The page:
Monday, June 7, 2021

Attorney General Bonta Secures Settlement with EPA to Protect Americans from One of World’s Most Toxic Substances

 OAKLAND – California Attorney General Rob Bonta today announced that the U.S. Environmental Protection Agency (EPA) has agreed to initiate rulemaking to collect data on and eliminate reporting exemptions for uses of asbestos, a long-known toxic carcinogen. California and Massachusetts previously led a multistate coalition in challenging the EPA’s failure to create a new rule requiring data collection on the importation and use of asbestos, and in December 2020, the U.S. District Court for the Northern District of California found in favor of the state attorneys general. In today’s settlement, the EPA agrees to complete rulemaking by specific deadlines consistent with the court’s summary judgment order and to not appeal the court’s ruling. 



“The long-time failure of the EPA to regulate asbestos is an environmental injustice and public health tragedy,” said Attorney General Bonta. “As with so many environmental toxins, it is our low-income communities, communities of color, and young children who are disproportionately exposed to this deadly carcinogen and who suffer the resulting health consequences. Today's commitment by the Biden Administration's EPA to collect missing information about the import and use of asbestos is an important step toward ensuring all Americans live in a community that is healthy and safe.” 


Asbestos – a carcinogen that takes 15,000 lives per year – is linked to diseases that are life-threatening, or cause substantial pain and suffering, including mesothelioma, fibrosis, lung cancer, gastrointestinal cancer, as well as other lung disorders and diseases. There is no safe level of exposure to this highly toxic material. Currently, the EPA does not possess, and is not collecting, comprehensive data on the importing, processing and use of asbestos and asbestos-containing articles in the U.S. necessary to protect public health.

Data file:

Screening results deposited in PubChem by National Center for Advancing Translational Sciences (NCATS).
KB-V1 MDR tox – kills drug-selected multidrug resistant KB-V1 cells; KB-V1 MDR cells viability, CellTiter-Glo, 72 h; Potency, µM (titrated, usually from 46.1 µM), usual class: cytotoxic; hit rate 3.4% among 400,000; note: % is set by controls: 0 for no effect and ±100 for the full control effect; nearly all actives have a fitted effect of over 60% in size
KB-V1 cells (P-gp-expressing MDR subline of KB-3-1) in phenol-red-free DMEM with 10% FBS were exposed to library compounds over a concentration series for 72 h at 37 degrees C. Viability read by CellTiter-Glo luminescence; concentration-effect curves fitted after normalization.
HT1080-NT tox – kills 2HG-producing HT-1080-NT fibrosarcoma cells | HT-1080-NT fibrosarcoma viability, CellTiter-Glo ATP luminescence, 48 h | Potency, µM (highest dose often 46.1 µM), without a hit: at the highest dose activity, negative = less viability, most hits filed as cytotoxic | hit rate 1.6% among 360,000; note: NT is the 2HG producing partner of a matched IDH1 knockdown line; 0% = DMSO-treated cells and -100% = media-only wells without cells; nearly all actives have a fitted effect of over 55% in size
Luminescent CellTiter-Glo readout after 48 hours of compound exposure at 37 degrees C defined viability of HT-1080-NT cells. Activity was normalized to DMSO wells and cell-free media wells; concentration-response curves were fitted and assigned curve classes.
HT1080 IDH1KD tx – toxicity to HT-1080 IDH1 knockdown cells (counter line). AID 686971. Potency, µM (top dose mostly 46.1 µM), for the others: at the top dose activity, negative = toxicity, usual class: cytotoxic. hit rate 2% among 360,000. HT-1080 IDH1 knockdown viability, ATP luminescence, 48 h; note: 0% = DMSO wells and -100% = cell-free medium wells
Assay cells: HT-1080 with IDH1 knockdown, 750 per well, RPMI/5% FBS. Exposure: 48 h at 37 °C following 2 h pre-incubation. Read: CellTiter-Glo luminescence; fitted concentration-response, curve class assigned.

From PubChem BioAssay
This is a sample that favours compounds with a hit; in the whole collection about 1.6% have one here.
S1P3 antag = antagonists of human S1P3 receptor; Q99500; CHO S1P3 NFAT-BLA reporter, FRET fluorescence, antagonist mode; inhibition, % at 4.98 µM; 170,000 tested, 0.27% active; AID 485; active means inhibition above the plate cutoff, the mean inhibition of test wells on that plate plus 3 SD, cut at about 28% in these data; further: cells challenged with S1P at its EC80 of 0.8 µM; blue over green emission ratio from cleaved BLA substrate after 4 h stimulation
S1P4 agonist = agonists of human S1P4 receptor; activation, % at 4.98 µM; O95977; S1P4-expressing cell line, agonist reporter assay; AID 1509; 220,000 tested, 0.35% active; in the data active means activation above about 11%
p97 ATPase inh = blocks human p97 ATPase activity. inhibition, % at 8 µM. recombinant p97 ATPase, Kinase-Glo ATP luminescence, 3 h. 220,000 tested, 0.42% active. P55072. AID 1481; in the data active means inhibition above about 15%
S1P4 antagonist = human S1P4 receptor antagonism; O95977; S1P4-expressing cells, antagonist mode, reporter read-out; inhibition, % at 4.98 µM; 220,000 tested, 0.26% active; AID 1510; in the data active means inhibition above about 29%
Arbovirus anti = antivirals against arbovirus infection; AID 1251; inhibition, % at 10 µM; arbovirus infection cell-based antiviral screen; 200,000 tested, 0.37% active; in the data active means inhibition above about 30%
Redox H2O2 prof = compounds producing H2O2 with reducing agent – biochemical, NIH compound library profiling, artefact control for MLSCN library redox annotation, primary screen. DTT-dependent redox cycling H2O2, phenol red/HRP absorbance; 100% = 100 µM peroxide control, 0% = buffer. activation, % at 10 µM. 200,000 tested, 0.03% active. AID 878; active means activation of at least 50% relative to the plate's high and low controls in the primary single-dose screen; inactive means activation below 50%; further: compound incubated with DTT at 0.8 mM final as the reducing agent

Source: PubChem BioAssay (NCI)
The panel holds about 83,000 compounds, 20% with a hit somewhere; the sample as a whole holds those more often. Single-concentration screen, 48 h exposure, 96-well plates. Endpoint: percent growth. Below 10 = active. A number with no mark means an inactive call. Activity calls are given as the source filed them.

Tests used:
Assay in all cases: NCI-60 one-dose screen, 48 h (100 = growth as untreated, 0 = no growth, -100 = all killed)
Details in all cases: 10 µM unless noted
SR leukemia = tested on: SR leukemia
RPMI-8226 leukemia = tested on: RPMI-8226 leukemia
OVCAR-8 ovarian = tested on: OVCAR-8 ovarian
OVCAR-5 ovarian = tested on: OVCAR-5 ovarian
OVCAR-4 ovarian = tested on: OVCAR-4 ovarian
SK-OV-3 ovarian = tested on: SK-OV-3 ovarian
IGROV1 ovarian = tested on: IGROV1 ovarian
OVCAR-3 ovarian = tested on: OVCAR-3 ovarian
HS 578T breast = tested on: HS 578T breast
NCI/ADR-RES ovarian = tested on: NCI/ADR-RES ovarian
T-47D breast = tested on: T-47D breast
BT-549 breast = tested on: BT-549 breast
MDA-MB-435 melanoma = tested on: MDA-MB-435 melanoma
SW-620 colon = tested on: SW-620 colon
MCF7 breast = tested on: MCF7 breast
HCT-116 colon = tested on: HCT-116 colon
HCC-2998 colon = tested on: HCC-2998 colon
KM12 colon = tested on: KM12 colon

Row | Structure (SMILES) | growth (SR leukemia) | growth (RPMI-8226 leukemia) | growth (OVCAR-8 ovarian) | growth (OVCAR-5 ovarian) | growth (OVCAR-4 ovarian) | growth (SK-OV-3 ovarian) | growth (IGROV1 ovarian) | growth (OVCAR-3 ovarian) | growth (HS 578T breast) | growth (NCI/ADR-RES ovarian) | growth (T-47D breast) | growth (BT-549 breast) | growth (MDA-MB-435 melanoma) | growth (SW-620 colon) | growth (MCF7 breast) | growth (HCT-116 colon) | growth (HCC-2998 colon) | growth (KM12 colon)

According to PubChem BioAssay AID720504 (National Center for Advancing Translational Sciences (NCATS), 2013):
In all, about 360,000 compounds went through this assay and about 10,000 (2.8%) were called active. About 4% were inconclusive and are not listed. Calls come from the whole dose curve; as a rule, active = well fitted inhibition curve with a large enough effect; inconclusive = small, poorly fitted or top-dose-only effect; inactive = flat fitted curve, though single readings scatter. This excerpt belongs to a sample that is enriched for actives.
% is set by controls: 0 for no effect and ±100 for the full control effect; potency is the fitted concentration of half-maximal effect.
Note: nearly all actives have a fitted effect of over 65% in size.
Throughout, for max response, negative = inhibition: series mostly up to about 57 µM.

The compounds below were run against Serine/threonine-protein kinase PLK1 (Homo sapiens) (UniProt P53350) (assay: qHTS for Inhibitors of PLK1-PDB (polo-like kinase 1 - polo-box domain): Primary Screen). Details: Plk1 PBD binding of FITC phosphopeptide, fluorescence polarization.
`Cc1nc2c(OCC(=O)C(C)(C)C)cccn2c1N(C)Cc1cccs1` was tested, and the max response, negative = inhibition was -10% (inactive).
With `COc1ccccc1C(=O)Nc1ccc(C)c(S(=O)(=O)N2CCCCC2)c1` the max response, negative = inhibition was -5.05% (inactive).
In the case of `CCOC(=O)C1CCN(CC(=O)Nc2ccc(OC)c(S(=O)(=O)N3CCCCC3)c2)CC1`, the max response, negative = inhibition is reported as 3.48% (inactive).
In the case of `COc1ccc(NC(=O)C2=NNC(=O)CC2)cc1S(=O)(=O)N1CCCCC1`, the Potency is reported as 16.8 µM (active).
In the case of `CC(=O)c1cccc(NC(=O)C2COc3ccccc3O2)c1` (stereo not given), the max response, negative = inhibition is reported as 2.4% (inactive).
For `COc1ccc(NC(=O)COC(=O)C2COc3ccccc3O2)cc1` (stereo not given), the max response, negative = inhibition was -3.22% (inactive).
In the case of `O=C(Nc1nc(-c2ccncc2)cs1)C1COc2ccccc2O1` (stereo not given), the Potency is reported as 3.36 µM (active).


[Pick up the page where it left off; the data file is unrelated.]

Following years of inaction, a coalition of state attorneys general petitioned the EPA in 2019 to initiate rulemaking on asbestos, and, following the EPA’s rejection of their petition, filed a lawsuit to compel the EPA to take action. On December 22, 2020, the U.S. District Court for the Northern District of California found that the EPA’s denial of the coalition's petition violated the Toxic Substances Control Act (TSCA) and was arbitrary and capricious under the Administrative Procedure Act. The court directed the EPA to initiate rulemaking to eliminate exemptions for asbestos in the current Chemical Data Reporting rule.  


In today's settlement, conditioned on court approval, the EPA agrees to meet specific deadlines for the rulemaking process and to not appeal the court's decision. The EPA will publish a proposed rule no later than nine months after the effective date of the settlement and a final rule no later than 18 months after the effective date of the settlement. As part of the settlement, the states seek to amend their complaint to allege only a cause of action under the TSCA and agree to a slightly modified final judgment that directs the EPA to initiate rulemaking under the TSCA to address the information-gathering deficiencies that the court identified. 


Attorney General Bonta and Massachusetts Attorney General Maura Healey are joined in today's settlement by the attorneys general of Connecticut, Hawaii, Maryland, Maine, Minnesota, New Jersey, Oregon, Washington, and the District of Columbia.

1 comment:

  1. So, for years, the feds did not track "some %" of asbestos imported into USA, or what the uses were.

    Surprised that there are not public safety "SUPER" funds to pay for the proper removal of asbestos from the old homes rented or owned by those who struggle with wealth gaps.

    Government allows industry abuse, but taxpayers have zero control, even though tax dollars subsidize the political incomes of all those decision-makers who sell-out the country on behalf of corporate power...

    ReplyDelete

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